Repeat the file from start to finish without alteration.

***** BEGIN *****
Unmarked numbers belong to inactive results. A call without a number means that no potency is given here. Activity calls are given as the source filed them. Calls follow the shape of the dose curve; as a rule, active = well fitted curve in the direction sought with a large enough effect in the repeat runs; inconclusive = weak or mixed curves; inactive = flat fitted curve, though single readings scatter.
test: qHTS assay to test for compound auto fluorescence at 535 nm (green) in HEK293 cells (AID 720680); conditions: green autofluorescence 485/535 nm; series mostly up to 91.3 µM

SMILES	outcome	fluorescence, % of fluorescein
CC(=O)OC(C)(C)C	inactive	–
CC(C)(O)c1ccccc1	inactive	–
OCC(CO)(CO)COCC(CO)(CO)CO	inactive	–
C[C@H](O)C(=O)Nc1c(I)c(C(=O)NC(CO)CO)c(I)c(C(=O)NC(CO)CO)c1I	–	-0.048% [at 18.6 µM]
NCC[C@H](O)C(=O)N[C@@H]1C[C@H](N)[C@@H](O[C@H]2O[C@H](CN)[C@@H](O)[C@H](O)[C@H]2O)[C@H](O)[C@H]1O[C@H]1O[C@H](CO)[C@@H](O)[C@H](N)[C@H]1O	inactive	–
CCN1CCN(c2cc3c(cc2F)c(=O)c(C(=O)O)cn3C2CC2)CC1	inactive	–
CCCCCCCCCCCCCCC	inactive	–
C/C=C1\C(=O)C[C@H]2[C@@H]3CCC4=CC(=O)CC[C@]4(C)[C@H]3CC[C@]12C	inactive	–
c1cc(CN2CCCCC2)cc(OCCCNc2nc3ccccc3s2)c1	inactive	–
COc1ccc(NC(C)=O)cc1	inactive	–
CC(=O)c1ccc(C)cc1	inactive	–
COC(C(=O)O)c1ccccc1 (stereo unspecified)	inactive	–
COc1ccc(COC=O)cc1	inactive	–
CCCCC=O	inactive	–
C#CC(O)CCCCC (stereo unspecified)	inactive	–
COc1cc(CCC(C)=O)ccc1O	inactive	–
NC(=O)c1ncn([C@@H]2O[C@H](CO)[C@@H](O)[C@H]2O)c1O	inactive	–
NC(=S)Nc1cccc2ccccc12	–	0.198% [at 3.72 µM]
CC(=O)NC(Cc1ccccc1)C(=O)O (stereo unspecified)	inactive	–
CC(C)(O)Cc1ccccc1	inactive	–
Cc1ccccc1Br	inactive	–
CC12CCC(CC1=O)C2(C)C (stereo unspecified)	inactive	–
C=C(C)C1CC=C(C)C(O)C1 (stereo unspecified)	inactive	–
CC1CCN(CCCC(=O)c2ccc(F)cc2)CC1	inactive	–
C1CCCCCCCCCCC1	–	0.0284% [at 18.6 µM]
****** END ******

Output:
Unmarked numbers belong to inactive results. A call without a number means that no potency is given here. Activity calls are given as the source filed them. Calls follow the shape of the dose curve; as a rule, active = well fitted curve in the direction sought with a large enough effect in the repeat runs; inconclusive = weak or mixed curves; inactive = flat fitted curve, though single readings scatter.
test: qHTS assay to test for compound auto fluorescence at 535 nm (green) in HEK293 cells (AID 720680); conditions: green autofluorescence 485/535 nm; series mostly up to 91.3 µM

SMILES	outcome	fluorescence, % of fluorescein
CC(=O)OC(C)(C)C	inactive	–
CC(C)(O)c1ccccc1	inactive	–
OCC(CO)(CO)COCC(CO)(CO)CO	inactive	–
C[C@H](O)C(=O)Nc1c(I)c(C(=O)NC(CO)CO)c(I)c(C(=O)NC(CO)CO)c1I	–	-0.048% [at 18.6 µM]
NCC[C@H](O)C(=O)N[C@@H]1C[C@H](N)[C@@H](O[C@H]2O[C@H](CN)[C@@H](O)[C@H](O)[C@H]2O)[C@H](O)[C@H]1O[C@H]1O[C@H](CO)[C@@H](O)[C@H](N)[C@H]1O	inactive	–
CCN1CCN(c2cc3c(cc2F)c(=O)c(C(=O)O)cn3C2CC2)CC1	inactive	–
CCCCCCCCCCCCCCC	inactive	–
C/C=C1\C(=O)C[C@H]2[C@@H]3CCC4=CC(=O)CC[C@]4(C)[C@H]3CC[C@]12C	inactive	–
c1cc(CN2CCCCC2)cc(OCCCNc2nc3ccccc3s2)c1	inactive	–
COc1ccc(NC(C)=O)cc1	inactive	–
CC(=O)c1ccc(C)cc1	inactive	–
COC(C(=O)O)c1ccccc1 (stereo unspecified)	inactive	–
COc1ccc(COC=O)cc1	inactive	–
CCCCC=O	inactive	–
C#CC(O)CCCCC (stereo unspecified)	inactive	–
COc1cc(CCC(C)=O)ccc1O	inactive	–
NC(=O)c1ncn([C@@H]2O[C@H](CO)[C@@H](O)[C@H]2O)c1O	inactive	–
NC(=S)Nc1cccc2ccccc12	–	0.198% [at 3.72 µM]
CC(=O)NC(Cc1ccccc1)C(=O)O (stereo unspecified)	inactive	–
CC(C)(O)Cc1ccccc1	inactive	–
Cc1ccccc1Br	inactive	–
CC12CCC(CC1=O)C2(C)C (stereo unspecified)	inactive	–
C=C(C)C1CC=C(C)C(O)C1 (stereo unspecified)	inactive	–
CC1CCN(CCCC(=O)c2ccc(F)cc2)CC1	inactive	–
C1CCCCCCCCCCC1	–	0.0284% [at 18.6 µM]